The following image illustrates the concept of Data Binding in ASP.NET:
- Binding Target - The data is bound to this UI element or server control.
- Binding Source - The business data is held in this application data variable.
- Dependency Property - The data is bound to this attribute or property of the dependency object.
- Dependency Object - It is the object which is associated with the binding target.
- Source Property - The actual data is the value of this attribute or property of the source object.
- Source Object - The business data is held in this object.
Now, if binding of text property is to be done with the employee name then the following are the relation,
- TextBox - Target or Dependency Object
- Text - Target property
- Name - Property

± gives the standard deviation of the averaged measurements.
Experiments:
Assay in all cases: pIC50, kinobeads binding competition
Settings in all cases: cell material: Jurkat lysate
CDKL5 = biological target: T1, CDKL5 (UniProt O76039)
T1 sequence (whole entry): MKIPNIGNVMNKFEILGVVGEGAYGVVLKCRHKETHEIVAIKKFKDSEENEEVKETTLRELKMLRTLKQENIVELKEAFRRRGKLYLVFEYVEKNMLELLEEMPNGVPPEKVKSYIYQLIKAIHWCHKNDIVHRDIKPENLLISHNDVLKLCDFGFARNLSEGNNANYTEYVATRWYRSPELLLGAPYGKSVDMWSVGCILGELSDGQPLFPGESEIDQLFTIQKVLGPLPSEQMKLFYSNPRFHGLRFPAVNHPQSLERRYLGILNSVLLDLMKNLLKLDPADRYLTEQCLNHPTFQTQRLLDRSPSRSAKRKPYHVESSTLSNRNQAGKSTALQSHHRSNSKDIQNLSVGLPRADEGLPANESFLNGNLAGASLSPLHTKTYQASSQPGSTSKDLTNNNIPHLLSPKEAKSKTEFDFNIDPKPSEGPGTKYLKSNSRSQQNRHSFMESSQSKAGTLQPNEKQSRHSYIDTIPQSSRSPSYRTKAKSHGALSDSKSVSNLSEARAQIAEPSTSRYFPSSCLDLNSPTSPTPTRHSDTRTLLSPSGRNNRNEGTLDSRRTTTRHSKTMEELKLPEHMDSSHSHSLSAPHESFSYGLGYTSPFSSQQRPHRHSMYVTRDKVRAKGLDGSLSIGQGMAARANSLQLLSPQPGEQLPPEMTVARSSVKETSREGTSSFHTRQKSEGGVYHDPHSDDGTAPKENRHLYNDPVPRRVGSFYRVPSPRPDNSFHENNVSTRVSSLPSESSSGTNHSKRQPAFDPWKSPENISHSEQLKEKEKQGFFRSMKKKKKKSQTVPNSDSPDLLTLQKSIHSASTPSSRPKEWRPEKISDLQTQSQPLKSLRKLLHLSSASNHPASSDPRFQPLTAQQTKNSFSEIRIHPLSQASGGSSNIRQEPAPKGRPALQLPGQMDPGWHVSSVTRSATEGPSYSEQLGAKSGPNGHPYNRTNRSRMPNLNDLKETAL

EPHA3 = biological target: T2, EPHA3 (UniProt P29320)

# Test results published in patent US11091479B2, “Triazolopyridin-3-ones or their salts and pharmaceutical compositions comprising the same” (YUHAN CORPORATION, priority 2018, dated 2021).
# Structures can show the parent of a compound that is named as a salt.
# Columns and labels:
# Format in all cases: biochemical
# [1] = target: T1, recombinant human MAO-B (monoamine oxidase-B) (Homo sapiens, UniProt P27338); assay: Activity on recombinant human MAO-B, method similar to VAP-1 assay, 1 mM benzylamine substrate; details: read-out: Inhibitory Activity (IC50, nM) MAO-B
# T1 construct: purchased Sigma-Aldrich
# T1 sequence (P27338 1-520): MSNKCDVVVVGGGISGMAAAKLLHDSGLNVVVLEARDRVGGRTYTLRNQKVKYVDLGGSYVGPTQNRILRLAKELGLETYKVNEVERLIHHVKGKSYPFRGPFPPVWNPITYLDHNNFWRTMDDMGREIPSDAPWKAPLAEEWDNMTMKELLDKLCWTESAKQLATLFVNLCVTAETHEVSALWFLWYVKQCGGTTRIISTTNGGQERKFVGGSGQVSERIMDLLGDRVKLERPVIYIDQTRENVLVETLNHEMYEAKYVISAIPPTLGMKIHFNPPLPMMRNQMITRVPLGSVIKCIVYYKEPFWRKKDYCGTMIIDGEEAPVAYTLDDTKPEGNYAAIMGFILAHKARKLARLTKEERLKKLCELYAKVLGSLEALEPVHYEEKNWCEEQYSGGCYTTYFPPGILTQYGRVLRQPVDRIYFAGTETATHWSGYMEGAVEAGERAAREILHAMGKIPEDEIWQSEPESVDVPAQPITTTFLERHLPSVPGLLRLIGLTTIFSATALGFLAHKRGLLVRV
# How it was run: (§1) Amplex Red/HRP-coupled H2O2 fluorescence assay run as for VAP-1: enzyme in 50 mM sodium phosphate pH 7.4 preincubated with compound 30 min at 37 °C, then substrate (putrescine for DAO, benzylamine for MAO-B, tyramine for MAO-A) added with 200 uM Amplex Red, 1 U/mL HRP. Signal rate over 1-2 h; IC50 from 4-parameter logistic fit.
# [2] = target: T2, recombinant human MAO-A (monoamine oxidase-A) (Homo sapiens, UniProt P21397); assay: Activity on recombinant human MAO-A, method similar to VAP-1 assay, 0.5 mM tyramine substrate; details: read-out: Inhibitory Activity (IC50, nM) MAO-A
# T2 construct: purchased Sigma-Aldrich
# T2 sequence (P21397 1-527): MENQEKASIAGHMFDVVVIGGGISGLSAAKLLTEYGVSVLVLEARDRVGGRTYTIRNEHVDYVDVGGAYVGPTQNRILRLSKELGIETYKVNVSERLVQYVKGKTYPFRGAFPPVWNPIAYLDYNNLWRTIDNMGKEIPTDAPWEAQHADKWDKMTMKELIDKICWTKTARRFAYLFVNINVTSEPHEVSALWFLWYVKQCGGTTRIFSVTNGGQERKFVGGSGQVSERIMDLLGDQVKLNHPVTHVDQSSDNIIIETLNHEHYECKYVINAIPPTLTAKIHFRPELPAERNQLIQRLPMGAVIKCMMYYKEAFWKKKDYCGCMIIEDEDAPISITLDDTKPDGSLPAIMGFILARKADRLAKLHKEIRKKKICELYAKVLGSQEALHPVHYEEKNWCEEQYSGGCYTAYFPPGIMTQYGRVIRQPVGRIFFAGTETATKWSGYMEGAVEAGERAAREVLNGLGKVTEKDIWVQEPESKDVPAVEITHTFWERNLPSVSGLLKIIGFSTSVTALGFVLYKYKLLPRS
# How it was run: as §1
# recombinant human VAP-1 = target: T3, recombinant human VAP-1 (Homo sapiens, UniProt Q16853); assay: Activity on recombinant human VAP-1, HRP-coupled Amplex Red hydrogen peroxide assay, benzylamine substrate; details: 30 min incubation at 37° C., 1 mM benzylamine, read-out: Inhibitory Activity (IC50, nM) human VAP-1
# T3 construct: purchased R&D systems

- Employee - Business Object
The propagation of data back and forth between the source and target is determined by the direction of binding. Any change in the business data is instantly reflected in the user interface element in case of one-way binding. However, the opposite is not permitted. One-way binding is useful in two cases, one when business data is read-only and two when the user interface is informative in nature.
When there is synchronization in the data at either end (source and target objects )automatically, it is called two-way binding. In two-way binding fully interactive UI forms are created, where back-end variables are updated instantly with changes in form fields.
Any change in the user interface element data is instantly reflected in the business object in case of one-way to source binding. Again the opposite is not permitted. This type of binding is useful when data calculation depends on the user input and frequent re-evaluation is needed.
How to create Data Binding in ASP.NET?
The below example is a simple demonstration of Data Binding in ASP.NET. A simple three control (slider, progress bar and text block) WPF application is created on UI.
Click on Create a new project after opening Visual Studio.
From the New Project Wizard Box select WPF App(.NET framework)